Alfred Hitchcock’s “Rear Window” opens with the rising of a curtain. This is a tribute to classic theater — a rising curtain has been shorthand for “the show is about to begin” for centuries.
However, something is a little different here. These are not traditional theater curtains, but rather a window curtain; and yet, the message remains the same. Hitchcock is informing the audience, “The show is about to begin.”
This, of course, raises the question as to what kind of show would be watched through a window? The answer is, a voyeuristic one.
Our hero/voyeur is none other than the legendary Jimmy Stewart, performing as a wheelchair-bound photographer spying on his neighbors.
But Hitchcock was playing a deeper game here. He knew who the real voyeurs were — the audience.
After all, it’s us not Jimmy Stewart eagerly awaiting the opening of those curtains.
Hitchcock understood this to be the unwritten agreement between filmmakers and the audience:
Storytellers for millennia have understood that there’s a bit of voyeurism in all of us.
Culturally speaking, “voyeurism” has a rather seedy reputation. But, now the voyeur was the hero. Ater all, it’s Jimmy Stewart and he’s going to prevent a murder — classic heroism, right? Is Hitchcock saying that, maybe it’s a good thing we too want to go to the movies, hide in the dark and be voyeuristic for a bit? Perhaps it’s a way of justifying our own desires if we can tell ourselves, “See, something good might come of my taking a peek?”
Of course, film and video are no longer solely consumed in dark theaters. Video is now used everywhere from cinema to smartphones and beyond.
We still expect to be entertained via video — but we also expect to be informed, educated, spoken to, and heard from, all via the magic of the moving image.
The rising curtain is no longer the most common shorthand for, “The show’s about to begin.” Clicking “Play” ▶️ is a more common modern-day indicator for “showtime.”
And thus, the filmmaker-audience contract must evolve accordingly.
Technology has led modern consumers to expect their media to understand them.
- “The filter bubble” means that Google pushes me searches that are relevant to me based on what it has already learned about me.
- Gmail suggests ways to finish sentences based on my own common speech patterns.
- My news feed is biased towards my biases.
- Ads follow you across the internet based on your pre-existing signs of interest.
- And, likewise, we’ve increasingly come to expect messaging to be relevant to us as individuals.
Video, historically has fit Hitchcock’s model: for the anonymous masses hiding voyeuristically in the dark. And it has long been part of that “escapism” from our own lives that effective movies provide.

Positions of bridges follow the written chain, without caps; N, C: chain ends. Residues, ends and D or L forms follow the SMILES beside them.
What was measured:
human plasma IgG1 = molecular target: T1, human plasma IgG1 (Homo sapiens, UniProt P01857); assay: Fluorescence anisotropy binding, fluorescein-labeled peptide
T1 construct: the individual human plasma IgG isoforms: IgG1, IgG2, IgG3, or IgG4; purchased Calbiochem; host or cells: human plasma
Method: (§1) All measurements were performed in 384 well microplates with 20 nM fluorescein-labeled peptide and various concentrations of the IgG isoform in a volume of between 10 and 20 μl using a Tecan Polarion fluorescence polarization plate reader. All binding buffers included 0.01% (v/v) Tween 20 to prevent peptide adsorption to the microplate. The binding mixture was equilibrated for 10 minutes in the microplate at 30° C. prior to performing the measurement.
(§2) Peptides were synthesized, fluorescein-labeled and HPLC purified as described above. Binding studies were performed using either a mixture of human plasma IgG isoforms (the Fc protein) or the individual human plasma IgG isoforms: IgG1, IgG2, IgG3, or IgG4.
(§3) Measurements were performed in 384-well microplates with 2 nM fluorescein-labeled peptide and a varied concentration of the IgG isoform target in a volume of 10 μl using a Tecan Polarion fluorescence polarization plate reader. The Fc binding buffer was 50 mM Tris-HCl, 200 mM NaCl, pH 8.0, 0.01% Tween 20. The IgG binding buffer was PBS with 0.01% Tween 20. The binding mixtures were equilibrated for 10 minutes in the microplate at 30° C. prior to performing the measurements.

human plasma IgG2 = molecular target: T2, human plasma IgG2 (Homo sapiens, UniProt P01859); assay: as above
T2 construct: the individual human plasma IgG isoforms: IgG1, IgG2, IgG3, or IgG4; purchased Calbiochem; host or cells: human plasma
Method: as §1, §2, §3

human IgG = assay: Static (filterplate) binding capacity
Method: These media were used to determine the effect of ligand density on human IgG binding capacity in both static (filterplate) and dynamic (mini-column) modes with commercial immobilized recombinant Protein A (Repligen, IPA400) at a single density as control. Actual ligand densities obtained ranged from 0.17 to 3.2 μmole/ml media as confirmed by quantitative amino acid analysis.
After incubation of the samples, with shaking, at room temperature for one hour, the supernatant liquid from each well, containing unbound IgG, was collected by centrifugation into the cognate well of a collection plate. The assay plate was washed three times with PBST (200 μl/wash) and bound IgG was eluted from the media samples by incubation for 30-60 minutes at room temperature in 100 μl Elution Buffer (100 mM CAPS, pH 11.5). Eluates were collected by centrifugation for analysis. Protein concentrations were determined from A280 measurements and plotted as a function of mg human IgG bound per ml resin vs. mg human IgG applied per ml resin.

Personalized Video takes it from the masses and allows films to be made for an audience of one.
Personalized Video allows filmmakers and marketers alike to address their viewer by name, showing them their data and scenes tailored to the group and even to the individual.
But wait, the concerned viewer says, “If my video starts out addressing me by name — if my video knows who I am and has data — messaging tailored just for me — then I can no longer feel anonymous. I can no longer escape into the safe thrills and anonymity of cinematic voyeurism.”
It’s true — it is hard to hide anonymously when you are being called out by name.
So the question becomes, should we let the audience know we are tailoring the message uniquely to them? What level of personalization is effective but not “creepy?”
Data-driven video lets marketers, filmmakers, and basically anyone tailor the message to the individual, but should they?
And if we do tailor the message, should the audience be aware of it?
Or, should we tailor their messaging more subtly so they can maintain a sense of anonymity that keeps them feeling comfortable, safe, and nameless?
The answer largely depends on, “What are you already used to?”
Technophobia (fear of technology) is in fact rooted in neophobia (fear of what is new to a person).
The key is understanding your audience(s) and that that may require a solution that is not entirely, “one size fits all.” Which is why solutions that dynamically allow for different content for different users are so powerful. Users in such cases likely don’t even realize they are getting something tailored for “people like them.”
For example, younger audiences appear more comfortable with personalized and targeted messaging. Simply put, it’s not new to them — it’s the norm.
Personalized content in websites that made audiences uncomfortable even a decade ago is now often viewed as a necessity. Audiences are increasingly demanding personalization.
Mark Zuckerberg explained the logic behind Facebook’s news feed algorithm as, “A squirrel dying in front of your house may be more relevant to your interests right now than people dying in Africa.”
Audiences are indeed progressing from uncomfortable with personalization towards demanding it.
Just as cave drawings gave way to hieroglyphics and storytellers enjoyed millennia of oral traditions before the advent of the written word (and later, movies), so too, the moving-picture has come a long way since Hitchcock’s time. The screen has gone from the theater to, well, everywhere.
The question becomes: In the cinema of the future, will the audience want to watch a movie, or will they demand their movie.
As audiences come to demand more from their side of the agreement, it’s on filmmakers to evolve accordingly. It’s time for creative professionals to write a new “audience-filmmaker” contract.